Alice Embree :
Democracy and the frog in the well

If our democracy makes your eyes glaze over,
Chile offers a refresher course on the possibility
of change.


Vote Frog! Drawing from Character Design Class.

By Alice Embree | The Rag Blog | October 1, 2015

A frog in the well knows nothing of the great ocean.  That Chinese parable is about a frog living within the walls of a well that is told by a turtle of a great ocean.  In junior high, I was that frog.

I was taught that democracy had a brand — U.S.A.  My government classes explained that democracy had been perfected within our borders.  The model was representative government with three branches providing balance — a Senate and a House in Congress, an Executive branch, and a Supreme Court. It was such a brilliant brand that it only made sense that we should export it to the world. And, if the rest of the world resisted, well we also had the most powerful military in the world.

In college, I learned something else.  The veil of perfection for this model was drawn back to reveal that African-Americans did not have the right to vote in many places; in Texas, we even had the barrier of a poll tax still in place.  I also learned that my elected representatives didn’t represent my view of the war in Vietnam.

Then I heard of another idea of democracy, written about in the Port Huron Statement.

Then I heard of another idea of democracy — written about in the Port Huron Statement — that people should have the right to participate in the decisions that affect their lives.  It was, for me, an exhilarating, transformative concept.  It emboldened many of my generation to participate directly in changing the world.

We lived by those rules, outside the electoral cycles, outside plaintiff appeals to congressional representatives.  We were nourished and forever changed by movements for social justice.  Make democracy, not war, could have been on our buttons.  In a way, it was.  The shorthand for me was Students for a Democratic Society, and the diminutive buttons simply said, in lower case, light brown letters “sds.”

Still, when I consider elections, it is hard for me to shake off the junior high versions of government.  This came into focus as I read recent news from South America.  Chile is shaking off an electoral system that has existed since the first elections after the military coup.  As I read about it, I realized that it is about as hard to explain as the U.S. Electoral College.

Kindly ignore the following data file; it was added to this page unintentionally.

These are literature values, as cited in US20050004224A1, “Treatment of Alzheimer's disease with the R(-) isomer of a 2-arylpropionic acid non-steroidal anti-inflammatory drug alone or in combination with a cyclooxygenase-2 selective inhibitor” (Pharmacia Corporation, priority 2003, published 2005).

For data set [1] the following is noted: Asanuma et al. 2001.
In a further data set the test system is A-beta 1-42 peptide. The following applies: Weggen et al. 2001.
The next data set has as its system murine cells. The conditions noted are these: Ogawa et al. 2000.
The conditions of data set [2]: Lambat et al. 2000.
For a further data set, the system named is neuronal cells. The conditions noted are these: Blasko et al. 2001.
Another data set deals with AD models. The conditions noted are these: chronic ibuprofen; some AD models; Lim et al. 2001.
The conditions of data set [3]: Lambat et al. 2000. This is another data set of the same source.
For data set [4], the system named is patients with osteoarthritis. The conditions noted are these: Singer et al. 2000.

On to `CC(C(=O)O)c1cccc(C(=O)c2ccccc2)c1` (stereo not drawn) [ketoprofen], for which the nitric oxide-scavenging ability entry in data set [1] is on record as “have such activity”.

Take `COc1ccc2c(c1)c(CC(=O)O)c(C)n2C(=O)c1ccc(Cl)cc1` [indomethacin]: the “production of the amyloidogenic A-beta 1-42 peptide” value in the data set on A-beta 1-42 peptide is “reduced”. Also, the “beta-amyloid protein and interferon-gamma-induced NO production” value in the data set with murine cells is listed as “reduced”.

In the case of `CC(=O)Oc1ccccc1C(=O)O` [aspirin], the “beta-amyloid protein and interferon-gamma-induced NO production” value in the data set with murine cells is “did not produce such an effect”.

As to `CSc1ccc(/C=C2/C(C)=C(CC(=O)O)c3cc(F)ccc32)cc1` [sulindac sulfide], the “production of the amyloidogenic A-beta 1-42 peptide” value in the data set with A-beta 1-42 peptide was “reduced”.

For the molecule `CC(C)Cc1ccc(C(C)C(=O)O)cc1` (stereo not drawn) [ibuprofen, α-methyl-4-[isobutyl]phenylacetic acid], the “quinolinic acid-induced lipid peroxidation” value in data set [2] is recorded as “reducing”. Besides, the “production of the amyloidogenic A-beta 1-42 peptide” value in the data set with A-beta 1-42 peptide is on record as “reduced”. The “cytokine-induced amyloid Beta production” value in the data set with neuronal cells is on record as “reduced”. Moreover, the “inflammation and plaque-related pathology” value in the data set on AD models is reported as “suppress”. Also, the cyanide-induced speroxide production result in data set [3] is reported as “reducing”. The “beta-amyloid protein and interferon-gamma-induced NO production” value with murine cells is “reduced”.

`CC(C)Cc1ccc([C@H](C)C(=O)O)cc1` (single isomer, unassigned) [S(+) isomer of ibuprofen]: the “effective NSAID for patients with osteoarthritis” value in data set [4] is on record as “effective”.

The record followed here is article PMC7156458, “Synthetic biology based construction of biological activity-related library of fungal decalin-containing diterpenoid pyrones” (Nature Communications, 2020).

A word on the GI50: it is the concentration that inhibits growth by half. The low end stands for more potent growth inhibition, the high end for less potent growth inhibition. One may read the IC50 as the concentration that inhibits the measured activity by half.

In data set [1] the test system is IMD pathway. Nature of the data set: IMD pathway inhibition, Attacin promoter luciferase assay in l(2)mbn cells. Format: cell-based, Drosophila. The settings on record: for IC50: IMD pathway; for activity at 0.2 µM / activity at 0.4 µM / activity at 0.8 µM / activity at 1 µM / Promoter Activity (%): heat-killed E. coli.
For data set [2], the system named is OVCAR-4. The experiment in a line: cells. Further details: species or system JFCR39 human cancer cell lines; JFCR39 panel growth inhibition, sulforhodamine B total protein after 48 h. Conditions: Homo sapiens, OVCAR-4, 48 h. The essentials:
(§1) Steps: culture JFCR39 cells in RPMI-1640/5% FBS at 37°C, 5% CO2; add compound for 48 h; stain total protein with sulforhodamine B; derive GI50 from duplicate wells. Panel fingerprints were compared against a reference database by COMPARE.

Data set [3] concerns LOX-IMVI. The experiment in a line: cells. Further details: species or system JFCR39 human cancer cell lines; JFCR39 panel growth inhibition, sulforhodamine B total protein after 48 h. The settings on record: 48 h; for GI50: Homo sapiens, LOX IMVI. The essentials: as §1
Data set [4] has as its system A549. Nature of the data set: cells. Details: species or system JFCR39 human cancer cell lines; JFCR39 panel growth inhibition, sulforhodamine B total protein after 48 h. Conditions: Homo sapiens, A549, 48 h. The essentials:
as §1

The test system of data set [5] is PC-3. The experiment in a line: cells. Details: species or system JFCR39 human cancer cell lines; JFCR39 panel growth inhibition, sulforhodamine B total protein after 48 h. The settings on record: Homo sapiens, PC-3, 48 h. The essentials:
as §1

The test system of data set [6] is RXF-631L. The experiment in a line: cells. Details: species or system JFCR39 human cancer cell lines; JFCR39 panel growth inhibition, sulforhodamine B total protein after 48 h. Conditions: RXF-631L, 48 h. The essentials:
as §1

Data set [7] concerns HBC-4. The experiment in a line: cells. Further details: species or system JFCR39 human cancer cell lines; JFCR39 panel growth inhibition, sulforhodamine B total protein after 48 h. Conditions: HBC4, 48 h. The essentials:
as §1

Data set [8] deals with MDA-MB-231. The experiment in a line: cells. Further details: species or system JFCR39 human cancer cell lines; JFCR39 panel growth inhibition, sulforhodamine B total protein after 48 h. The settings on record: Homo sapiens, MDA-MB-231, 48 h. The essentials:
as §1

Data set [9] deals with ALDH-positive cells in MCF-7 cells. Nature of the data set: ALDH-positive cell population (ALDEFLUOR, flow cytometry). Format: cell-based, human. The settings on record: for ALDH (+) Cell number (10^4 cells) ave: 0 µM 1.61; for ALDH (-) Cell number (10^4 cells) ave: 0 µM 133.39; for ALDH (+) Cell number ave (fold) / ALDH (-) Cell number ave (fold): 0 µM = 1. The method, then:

Chile had relied upon a complicated
binomial system.

Chile had relied upon a complicated binomial system.  Twenty-five years, and five presidential elections, passed after the end of the Chilean dictatorship with the binomial system introduced by the dictatorship.  President Michelle Bachelet, now serving a second (by Chilean law non-consecutive) term, pushed the changes forward through Congress.

A spokesman for the Bachelet administration, Alvarao Elizalde, described the electoral reforms this way: “From now on, Congress will represent the social, political, and cultural diversity of the country.  Thirty percent will never equal 60 percent ever again, which happened under the unacceptable distortions of the binomial system.”

Chile’s binomial system favored two coalitions, the right-wing Alianza and the center-left Concertación.  But, the list-based, rather than candidate-based, system could have bizarre results.  Votes were tallied first by list — either for two deputies or two senators.  Unless the list with the first majority got double the voting of the second majority, each of the lists got one of their candidates, the one with the highest vote count.  A candidate with the most votes didn’t always win, the member at the top of the two main coalitions list won.  Third-party leaders were left out even if they reached second place, because their entire list had to come in as second.

Please consider what happens in a winner-take-all system dominated by two centrist parties.

If your eyes are glazing over, if this sounds crazy, please consider what happens in a winner-take-all system dominated by two centrist parties.  That’s our U.S.A brand.   Third parties are usually precluded from representation.  Then, add the bizarre effect of the Electoral College on presidential elections.